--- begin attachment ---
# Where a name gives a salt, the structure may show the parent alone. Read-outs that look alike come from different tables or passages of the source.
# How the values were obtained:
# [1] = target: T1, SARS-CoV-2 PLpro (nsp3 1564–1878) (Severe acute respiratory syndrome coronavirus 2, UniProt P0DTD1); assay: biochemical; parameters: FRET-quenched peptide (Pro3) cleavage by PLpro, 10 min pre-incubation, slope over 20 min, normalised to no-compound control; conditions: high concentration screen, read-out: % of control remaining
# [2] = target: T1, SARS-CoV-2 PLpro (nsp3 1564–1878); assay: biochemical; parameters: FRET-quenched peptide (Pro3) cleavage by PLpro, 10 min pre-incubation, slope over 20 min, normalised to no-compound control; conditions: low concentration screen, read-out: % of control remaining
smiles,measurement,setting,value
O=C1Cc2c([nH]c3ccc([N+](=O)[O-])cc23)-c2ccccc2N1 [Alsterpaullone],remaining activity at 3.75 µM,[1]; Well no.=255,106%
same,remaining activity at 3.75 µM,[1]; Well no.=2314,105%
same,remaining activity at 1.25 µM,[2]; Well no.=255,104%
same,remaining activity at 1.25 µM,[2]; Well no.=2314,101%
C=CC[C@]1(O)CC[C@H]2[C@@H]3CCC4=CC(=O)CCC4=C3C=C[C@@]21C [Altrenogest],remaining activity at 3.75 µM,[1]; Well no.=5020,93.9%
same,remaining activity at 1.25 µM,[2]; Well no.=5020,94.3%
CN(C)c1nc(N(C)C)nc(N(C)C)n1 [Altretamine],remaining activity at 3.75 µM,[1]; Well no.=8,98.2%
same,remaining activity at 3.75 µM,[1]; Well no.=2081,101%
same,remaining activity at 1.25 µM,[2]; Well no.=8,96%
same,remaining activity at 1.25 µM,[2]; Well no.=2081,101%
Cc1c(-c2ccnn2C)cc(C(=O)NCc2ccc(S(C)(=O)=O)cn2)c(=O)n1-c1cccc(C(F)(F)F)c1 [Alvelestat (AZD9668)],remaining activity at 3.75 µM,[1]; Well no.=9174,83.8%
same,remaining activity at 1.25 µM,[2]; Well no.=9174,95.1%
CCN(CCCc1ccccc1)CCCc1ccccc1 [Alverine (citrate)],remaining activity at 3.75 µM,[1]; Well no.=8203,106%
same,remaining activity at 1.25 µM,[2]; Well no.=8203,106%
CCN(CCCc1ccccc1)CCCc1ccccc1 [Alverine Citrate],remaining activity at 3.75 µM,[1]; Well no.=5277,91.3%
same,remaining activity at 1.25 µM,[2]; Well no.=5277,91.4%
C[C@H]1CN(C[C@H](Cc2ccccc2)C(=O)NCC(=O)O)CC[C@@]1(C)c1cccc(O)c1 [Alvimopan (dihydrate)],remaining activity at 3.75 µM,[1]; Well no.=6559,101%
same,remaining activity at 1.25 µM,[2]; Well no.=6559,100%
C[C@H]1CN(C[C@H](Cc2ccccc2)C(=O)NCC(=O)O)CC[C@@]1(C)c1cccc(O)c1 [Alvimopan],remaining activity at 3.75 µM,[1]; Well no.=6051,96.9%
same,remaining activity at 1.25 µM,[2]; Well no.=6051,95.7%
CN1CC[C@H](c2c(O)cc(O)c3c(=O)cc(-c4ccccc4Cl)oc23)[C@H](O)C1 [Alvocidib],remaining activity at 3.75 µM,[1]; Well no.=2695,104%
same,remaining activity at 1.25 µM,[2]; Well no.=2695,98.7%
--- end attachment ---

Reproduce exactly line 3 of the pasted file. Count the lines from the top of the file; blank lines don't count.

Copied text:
# [1] = target: T1, SARS-CoV-2 PLpro (nsp3 1564–1878) (Severe acute respiratory syndrome coronavirus 2, UniProt P0DTD1); assay: biochemical; parameters: FRET-quenched peptide (Pro3) cleavage by PLpro, 10 min pre-incubation, slope over 20 min, normalised to no-compound control; conditions: high concentration screen, read-out: % of control remaining